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Dostoevsky, the Jury Trial, and the Law
Gary Rosenshield offers a new interpretation of Dostoevsky's greatest novel, The Brothers Karamazov. He explores Dostoevsky's critique and exploitation of the jury trial for his own ideological agenda, both in his journalism and his fiction, contextualizing his portrayal of trials and trial participants (lawyers, jurors, defendants, judges) in the political, social, and ideological milieu of his time. Further, the author presents Dostoevsky's critique in terms of the main notions of the critical legal studies movement in the United States, showing how, over one hundred and twenty years ago, Dostoevsky explicitly dealt with the same problems that the law-and-literature movement has been confronting over the past two decades. This book should appeal to anyone with an interest in Russian literature, Russian history and culture, legal studies, law and literature, narratology, or metafiction and literary theory.
Necessity and Arbitrariness in the Czech Avant-Garde
The Personal Codes of Pushkin, Lermontov, and Gogol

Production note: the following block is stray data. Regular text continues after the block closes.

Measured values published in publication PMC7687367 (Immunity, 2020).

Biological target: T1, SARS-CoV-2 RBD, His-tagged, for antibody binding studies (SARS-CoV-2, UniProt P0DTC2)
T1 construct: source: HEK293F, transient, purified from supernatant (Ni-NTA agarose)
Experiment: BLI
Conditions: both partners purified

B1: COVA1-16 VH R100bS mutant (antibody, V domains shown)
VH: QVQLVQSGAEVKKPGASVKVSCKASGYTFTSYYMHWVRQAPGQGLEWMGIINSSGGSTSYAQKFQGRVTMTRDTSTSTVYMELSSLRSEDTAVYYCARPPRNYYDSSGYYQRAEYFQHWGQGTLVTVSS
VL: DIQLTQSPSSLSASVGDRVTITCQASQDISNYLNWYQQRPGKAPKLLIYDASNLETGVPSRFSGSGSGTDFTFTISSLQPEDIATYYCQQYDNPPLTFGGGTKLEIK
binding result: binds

A remarkable literary performance in its own right, this interpretive essay brings a highly original poetic sensibility to bear on the lives and works of three major Russian writers. It is Ilya Kutik's contention that many writers are tormented by secret fears and desires that only writing in particular, the use of certain words and images can exorcise. Making this biographical approach peculiarly his own and susceptible to the nuances of comedy, tragedy, and critical equanimity Kutik reads works of Alexander Pushkin, Mikhail Lermontov, and Nikolai Gogol, three Russian writers who were demonstrably subject to the whims, superstitions, and talismans that Kutik identifies. Exposing the conjunction of literary effort and private act in writings such as "The Queen of Spades," Dead Souls, and A Hero of Our Time, Kutik's work gives us a new way of understanding these masterpieces of Russian literature and their authors, and a new way of reading the mysteries of life and literature as mutually enriching.